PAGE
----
Within the covered area are 4,750 fixed, stadium-style seats and 46 box suites, plus 2,068 removable seats. An additional 5,000 people can be seated outside on a lawn area surrounded by two plazas with decorative facades. The Watertown, Massachusetts, office of Sasaki Associates served as landscape architect, collaborating on the design of the 46-acre (18.6-hectare) wooded site.

Ground was broken in June, and opening is slated for May of 2008. The total project cost is estimated at $35 million.

Muscat · 2007.1023
International hospitality design firm WATG (Wimberly Allison Tong & Goo) has revealed its design for the House of Musical Arts in Muscat, Oman. The venue will be flexible: it can be arranged as a 1,000-seat concert hall or as a smaller space for opera and theater performances. The hall's shell will be a mobile structure that can be detached to allow an adjustable proscenium to drop into place, creating a traditional theater format. The design is sympathetic to the style of modern Omani public buildings. It features colonnades, terraces, and sculptural tower forms, finished in locally sourced light-colored stone and complementary stucco.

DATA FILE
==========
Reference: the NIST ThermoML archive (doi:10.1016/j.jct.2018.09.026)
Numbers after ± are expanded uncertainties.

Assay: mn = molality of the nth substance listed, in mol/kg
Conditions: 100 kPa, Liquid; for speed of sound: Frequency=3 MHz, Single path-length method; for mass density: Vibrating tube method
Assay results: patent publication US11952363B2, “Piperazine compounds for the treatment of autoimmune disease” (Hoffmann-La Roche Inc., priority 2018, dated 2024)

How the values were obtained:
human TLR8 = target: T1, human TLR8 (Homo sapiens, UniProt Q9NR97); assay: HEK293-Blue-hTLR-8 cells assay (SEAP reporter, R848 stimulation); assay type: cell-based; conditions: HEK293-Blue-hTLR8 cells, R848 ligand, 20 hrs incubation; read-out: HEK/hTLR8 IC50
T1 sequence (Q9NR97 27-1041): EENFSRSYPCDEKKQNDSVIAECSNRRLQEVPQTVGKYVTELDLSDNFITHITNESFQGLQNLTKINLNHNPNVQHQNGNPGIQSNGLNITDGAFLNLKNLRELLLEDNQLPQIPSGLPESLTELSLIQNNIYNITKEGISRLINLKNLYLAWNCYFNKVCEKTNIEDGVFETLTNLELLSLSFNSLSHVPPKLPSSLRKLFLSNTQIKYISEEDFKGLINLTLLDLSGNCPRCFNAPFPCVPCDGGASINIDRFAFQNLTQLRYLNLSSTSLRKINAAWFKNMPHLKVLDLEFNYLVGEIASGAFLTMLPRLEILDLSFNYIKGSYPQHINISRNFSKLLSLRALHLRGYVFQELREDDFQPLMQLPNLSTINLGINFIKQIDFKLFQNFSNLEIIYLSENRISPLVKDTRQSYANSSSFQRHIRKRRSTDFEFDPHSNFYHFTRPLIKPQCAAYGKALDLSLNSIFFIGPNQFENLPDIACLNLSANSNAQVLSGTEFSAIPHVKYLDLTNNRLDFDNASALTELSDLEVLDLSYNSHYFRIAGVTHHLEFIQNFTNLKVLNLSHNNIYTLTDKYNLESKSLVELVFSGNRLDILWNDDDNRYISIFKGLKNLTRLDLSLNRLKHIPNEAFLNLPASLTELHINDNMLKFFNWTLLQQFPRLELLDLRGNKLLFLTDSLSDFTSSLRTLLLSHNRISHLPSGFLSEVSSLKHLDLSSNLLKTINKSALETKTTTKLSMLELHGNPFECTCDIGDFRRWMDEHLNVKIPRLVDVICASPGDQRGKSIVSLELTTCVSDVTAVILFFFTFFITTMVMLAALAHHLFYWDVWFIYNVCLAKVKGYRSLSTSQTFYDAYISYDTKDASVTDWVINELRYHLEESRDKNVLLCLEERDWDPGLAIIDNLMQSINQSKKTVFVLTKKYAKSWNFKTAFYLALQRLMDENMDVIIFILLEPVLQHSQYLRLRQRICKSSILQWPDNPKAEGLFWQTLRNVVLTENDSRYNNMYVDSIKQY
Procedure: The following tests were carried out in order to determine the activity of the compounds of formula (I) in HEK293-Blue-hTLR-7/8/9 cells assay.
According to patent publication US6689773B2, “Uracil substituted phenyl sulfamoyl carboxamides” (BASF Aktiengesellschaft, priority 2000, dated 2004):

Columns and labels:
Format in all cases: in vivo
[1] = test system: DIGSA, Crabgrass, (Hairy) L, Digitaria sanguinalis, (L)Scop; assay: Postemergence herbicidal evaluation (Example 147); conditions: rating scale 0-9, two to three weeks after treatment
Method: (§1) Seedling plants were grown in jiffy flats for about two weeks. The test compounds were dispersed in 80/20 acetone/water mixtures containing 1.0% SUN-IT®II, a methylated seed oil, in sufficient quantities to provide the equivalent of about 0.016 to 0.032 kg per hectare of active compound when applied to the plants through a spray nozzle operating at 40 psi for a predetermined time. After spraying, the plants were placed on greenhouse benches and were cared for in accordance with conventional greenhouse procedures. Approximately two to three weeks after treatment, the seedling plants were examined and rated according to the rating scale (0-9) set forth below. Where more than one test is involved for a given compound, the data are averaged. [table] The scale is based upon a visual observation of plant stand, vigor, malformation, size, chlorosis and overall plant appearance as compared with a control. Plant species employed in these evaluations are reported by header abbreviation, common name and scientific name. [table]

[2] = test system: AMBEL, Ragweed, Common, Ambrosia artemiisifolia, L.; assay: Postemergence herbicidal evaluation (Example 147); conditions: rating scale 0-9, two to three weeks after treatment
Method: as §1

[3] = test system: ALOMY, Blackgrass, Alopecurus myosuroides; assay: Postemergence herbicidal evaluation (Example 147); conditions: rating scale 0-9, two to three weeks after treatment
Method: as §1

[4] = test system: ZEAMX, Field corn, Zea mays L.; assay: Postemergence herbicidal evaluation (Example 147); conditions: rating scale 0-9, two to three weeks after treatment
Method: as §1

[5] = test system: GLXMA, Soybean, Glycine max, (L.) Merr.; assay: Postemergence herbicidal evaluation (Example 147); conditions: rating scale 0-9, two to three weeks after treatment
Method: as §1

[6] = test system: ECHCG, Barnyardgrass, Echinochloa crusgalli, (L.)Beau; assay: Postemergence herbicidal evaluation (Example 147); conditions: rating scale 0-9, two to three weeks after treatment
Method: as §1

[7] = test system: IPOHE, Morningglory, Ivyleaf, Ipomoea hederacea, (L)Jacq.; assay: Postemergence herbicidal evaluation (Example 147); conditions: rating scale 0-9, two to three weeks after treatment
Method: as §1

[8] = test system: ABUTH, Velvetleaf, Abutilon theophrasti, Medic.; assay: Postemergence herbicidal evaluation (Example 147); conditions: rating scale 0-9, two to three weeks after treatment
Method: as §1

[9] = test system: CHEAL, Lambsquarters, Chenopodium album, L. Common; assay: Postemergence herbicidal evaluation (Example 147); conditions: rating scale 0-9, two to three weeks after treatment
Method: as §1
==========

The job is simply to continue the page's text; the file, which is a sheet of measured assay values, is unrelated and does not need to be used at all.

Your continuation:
WATG is leading the team for master planning, architecture, interior design, and landscape architecture, as well as design management of the decorative lighting, kitchen design, graphics, signage, all engineering services, and acoustic design consultants. The hall is part of an eight-hectare (20-acre) development that will include a formal landscaped park; a cultural souk (marketplace) with museums, retail, and coffee shops; and a public square. Construction began on the superstructure in April 2007. The project is expected to open in 2010.

Stony Brook · 2007.1016
Stony Brook University (SUNY Stony Brook) has broken ground for the Advanced Energy Research and Technology Center in Stony Brook, New York. The facility will provide laboratory space for universities, public laboratories, energy providers, and private corporations to research alternative energy sources and energy efficiency.

The Stamford, Connecticut, office of Flad & Associates designed the facility to achieve a LEED Platinum rating. Sustainable design features include photovoltaic cells, an efficient air-pumping system, and rainwater harvesting for use in toilets. Use of recycled building materials will exceed 20 percent, and 75 percent of construction waste will be recycled. Landscaping will not be irrigated, and will be used to manage stormwater runoff. Joseph Ostafi, AIA, LEED AP, served as project architect and designer for Flad Architects.